A Way to Approach Rhetorical Analysis

When reading text closely, consider what it does as well as what it says.  Think about why you think this is important to the overall meaning of the text.  When you do this, you are thinking about how language functions, a dimension that’s distinct from what language says.

Says statements summarize the content of text.

Does statements describe construction, organization, and form with as little reference to content as possible

Because statements underscore the purpose the writer intends when employing particular construction, organization and form.

Basically, says/does/because analysis involves grappling with the difference between the content (says), the function and form (does), and the rationale behind the strategy employed by the writer.  While exploring the distinction between form and content may seem challenging (and even artificial), it is a useful tool during close reading and analysis of text.  Conducting a says/does/because analysis can also prove especially valuable during revision of your own writing, helping you account for coherence (or the lack of it) in your work.

Here’s a hint:  Often, language functions can be related to how a writer (including you) conveys his or her thesis, central idea, claim, or proposition.  So ask yourself—what is my (or the author’s) claim (and/or what’s my aim?) and what am I (is he or she) doing to get it across, in all its glory, to my (his or her) audience?

It’s often harder to write does/because statements than says statements.  Most of you have been asked to write content summaries, so says statements probably won’t seem too odd or strange.
Text:   “The Stranger in the Photo is Me” an essay by Donald Murray

I was never one to make a big deal over snapshots; I never spent long evenings with the family photograph album.  Let’s get on with the living.  To heck with yesterday, what are we going to do tomorrow?  But with the accumulation of yesterdays and the possibility of shrinking tomorrows, I find myself returning, as many over 60’s do, for a second glance and a third at family photos that snatch a moment from time.

In looking at mine, I become aware that it is so recent in the stretch of man’s history that we have been able to stop time in this way and hold still for reflection.  Vermeer is one of my favorite painters because of that sense of suspended time, with both clock and calendar held so wonderfully, so terribly still.

The people in the snapshots are all strangers.  My parents young, caught before I arrived or as they were when I saw them as towering grown-ups.  They seemed so old then and so young now.  And I am, to me, the strangest of all.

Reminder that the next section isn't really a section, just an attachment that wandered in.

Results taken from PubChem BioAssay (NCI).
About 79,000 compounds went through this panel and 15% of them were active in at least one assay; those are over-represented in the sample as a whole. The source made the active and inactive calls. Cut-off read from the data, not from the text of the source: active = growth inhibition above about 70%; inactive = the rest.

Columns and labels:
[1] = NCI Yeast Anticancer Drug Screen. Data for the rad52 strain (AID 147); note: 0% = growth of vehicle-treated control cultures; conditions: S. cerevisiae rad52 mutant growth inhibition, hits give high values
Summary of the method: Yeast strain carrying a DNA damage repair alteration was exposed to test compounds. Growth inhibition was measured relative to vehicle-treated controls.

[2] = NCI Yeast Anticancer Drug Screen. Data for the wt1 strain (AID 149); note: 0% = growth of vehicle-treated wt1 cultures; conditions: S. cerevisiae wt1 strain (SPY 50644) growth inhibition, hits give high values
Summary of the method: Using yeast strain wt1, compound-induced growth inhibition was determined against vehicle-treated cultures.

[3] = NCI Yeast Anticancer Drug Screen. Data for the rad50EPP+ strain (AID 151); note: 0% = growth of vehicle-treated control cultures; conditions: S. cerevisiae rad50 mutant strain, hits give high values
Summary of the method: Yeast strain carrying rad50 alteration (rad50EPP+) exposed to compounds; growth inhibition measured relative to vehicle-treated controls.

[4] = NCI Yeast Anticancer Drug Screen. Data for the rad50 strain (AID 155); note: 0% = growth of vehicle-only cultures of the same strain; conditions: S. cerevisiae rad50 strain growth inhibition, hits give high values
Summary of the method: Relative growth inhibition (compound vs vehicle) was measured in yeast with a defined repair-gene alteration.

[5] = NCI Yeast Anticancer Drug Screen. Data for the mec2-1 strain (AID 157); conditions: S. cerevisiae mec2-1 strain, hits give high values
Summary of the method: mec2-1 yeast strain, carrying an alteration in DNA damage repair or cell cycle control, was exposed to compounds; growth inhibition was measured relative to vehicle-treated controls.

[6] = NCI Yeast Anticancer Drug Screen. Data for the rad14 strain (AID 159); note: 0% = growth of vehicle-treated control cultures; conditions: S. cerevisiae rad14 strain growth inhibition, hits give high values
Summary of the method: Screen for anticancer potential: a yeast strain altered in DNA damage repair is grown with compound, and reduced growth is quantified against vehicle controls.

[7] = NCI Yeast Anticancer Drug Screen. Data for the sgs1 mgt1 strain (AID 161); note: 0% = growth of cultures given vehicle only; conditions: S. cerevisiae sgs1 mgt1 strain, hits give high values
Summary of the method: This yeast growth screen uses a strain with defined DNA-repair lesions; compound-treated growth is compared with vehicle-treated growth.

Says Analysis:
Photos were never really important to the author of this personal narrative; he wants to live life, not dwell on the past.  However, as he ages and reflects on his dwindling future, he finds that he is looking at family snapshots again and again.

As a result of looking at these pictures, he thinks about the relatively short time people have been able to capture moments with a camera. He thinks of how Vermeer, one of his favorite artists, did so in his paintings, long ago.

Looking at family photos again, he notes that the people look different in the photos taken when he was just a child.  Looking at the images, he remembers that back then these people seemed and looked so old, and now they look so young.  He then says that his own images strike him as the most strange.

Now here’s a version of what the passage does and why:
Donald Murray, in a personal essay, introduces a subject [looking at old family photographs] and conveys his initial attitude [dismissive] toward it.  He notes a change in his attitude [contemplative/renewing] and refers to a related change in his habits. [He now looks at photos over and over again.]

In paragraph 2, Murray further reflects on the general subject [of photography].  He elaborates on this idea [comparing a snatch of history to a snapshot]; he illustrates his thinking when hemakes a historical reference [to the history of photography];  he cites a personal preference involving a related object [Vermeer painting].

In paragraph 3, Murray focuses on particular, personal objects associated with his subject [childhood photos].  Extending his observations, he cites a paradox [the discrepancy between how people appeared in life (old) and how they now look in photos].  He then focuses more narrowly on the subject and himself [his own image strikes him as strange].

Note the verbs used when describing what a writer does and why:

Describes, states a proposition, narrates, provides history, lists, categorizes, itemizes, predicts, explains, reasons, compares, traces, illustrates, provides an example, evaluates, synthesizes, cites, elaborates, exemplifies, develops, offers a hypothesis, deepens, supports, contrasts, argues, etc.

[1] Adapted from John Brassil’s AP Summer Institute Course Guide, July 23, 2006